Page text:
Project Sunshine: Steal corpses
In the 1950s, in an effort to study the effects of nuclear weapons tests, the Federal Government established a worldwide network to secretly collect tissue samples from more than 900 human cadavers. The “body snatching” took place in secret, without notification or permission of the next of kin. In 1994, President Bill Clinton formed an advisory committee to investigate so that these government secrets didn’t stay secret. The result was a 900-page report acknowledging the unethical and illegal actions taken during Project Sunshine. We bet you didn’t know about these conspiracy theories that actually turned out to be true.
Operation Northwoods: Plan fake terrorist attacks
In response to Fidel Castro’s burgeoning dictatorship and the failure of the Bay of Pigs Invasion in Cuba, the U.S. Joint Chiefs of Staff (JCS) circulated a memo on March 13, 1962, with the subject line “Justification for U.S. Military Intervention in Cuba.” In the missive, the JCS outlined suggestions to provoke Cuba such as “Start rumors (many),” “Sink ship near harbor entrance. Conduct funerals for mock-victims,” and “…blow up a US ship in Guantanamo Bay and blame Cuba.” Days later, President John F. Kennedy rejected Operation Northwoods, and JCS chairman Lyman Lemnitzer was denied a second term of office. This essay demonstrates what “freedom” meant to Americans in the ’50s.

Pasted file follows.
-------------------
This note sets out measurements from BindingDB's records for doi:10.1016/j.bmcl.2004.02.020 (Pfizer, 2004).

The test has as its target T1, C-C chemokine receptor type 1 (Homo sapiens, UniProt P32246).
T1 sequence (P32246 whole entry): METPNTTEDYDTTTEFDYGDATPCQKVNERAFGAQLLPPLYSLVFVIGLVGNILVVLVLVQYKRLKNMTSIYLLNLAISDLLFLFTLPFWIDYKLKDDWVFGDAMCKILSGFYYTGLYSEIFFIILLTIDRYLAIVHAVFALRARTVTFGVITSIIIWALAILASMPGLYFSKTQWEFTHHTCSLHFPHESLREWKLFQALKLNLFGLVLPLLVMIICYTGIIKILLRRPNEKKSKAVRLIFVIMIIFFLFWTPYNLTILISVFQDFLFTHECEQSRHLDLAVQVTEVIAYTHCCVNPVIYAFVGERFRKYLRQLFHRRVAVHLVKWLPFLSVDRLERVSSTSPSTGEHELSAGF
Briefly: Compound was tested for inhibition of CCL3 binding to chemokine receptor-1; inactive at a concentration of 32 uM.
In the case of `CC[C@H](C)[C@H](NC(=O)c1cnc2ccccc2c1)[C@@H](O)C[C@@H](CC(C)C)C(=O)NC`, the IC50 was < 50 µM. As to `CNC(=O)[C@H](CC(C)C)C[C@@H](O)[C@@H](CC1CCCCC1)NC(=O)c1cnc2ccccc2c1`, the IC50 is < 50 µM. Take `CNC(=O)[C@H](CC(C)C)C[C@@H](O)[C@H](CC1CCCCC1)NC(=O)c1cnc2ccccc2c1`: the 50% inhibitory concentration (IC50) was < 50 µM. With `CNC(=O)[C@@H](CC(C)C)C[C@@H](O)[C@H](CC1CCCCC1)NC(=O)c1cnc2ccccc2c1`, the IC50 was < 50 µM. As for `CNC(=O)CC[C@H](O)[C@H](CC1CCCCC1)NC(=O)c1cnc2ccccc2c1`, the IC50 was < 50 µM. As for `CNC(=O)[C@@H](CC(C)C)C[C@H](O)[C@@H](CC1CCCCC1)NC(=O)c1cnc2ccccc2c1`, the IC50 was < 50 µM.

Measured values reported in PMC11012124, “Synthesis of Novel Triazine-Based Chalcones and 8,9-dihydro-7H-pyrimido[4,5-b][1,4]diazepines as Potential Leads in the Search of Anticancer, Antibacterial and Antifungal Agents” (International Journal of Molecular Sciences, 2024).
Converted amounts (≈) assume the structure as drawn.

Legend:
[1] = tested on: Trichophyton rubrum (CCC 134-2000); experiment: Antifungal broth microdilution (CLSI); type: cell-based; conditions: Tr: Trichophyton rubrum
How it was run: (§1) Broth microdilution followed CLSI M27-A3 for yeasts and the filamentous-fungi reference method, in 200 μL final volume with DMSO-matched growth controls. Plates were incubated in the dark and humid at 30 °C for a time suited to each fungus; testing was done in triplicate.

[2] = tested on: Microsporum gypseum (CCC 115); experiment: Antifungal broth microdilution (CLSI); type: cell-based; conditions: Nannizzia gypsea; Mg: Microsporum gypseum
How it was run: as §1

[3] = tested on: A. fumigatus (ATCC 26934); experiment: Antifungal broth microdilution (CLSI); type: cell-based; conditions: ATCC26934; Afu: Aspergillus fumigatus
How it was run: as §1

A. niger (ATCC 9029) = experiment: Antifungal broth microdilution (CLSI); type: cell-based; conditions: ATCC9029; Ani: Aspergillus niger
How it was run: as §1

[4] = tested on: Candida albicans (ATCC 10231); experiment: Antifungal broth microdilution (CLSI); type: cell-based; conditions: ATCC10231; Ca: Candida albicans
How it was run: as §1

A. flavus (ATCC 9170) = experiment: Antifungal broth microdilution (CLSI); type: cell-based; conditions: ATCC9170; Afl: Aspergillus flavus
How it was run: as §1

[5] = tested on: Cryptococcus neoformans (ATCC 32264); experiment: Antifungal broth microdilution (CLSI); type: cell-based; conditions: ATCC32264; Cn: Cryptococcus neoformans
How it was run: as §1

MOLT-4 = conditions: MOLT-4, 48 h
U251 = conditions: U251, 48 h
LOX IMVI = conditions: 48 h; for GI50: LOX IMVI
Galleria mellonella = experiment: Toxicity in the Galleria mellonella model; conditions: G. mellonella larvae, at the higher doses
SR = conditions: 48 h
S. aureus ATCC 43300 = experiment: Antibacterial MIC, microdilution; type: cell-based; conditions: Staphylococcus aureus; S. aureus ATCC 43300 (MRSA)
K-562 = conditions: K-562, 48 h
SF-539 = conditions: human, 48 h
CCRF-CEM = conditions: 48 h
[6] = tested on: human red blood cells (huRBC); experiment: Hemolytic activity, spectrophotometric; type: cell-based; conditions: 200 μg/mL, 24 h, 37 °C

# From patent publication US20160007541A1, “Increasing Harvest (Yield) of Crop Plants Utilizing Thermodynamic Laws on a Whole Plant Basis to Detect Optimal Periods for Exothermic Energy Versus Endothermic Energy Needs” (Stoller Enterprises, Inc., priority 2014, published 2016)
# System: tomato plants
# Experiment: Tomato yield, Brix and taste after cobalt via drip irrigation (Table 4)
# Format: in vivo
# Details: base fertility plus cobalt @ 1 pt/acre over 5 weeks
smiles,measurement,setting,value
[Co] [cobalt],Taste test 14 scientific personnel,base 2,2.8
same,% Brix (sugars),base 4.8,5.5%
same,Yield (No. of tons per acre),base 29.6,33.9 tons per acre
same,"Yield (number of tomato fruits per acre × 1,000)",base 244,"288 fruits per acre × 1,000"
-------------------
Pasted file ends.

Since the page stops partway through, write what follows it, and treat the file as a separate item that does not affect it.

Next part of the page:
Operation Paperclip: Hire Nazi scientists
A bloody conflict like World War II is bound to result in some government secrets, but this one is especially cringe-worthy. In August 1945, with the smoke of World War II still clearing, President Harry Truman approved the hiring of more than 1,500 German scientists, technicians, and engineers. One of them was Wernher von Braun, the chief rocket engineer of the Third Reich and Walter Schreiber, the German Army’s wartime chief of medical science who authorized dangerous experiments on humans. To assure security clearance in the United States, the Joint Intelligence Objectives Agency created false records for the scientists, many of whom were considered wartime criminals. Did you know that these 12 “famous quotes” from presidents are actually totally misquoted?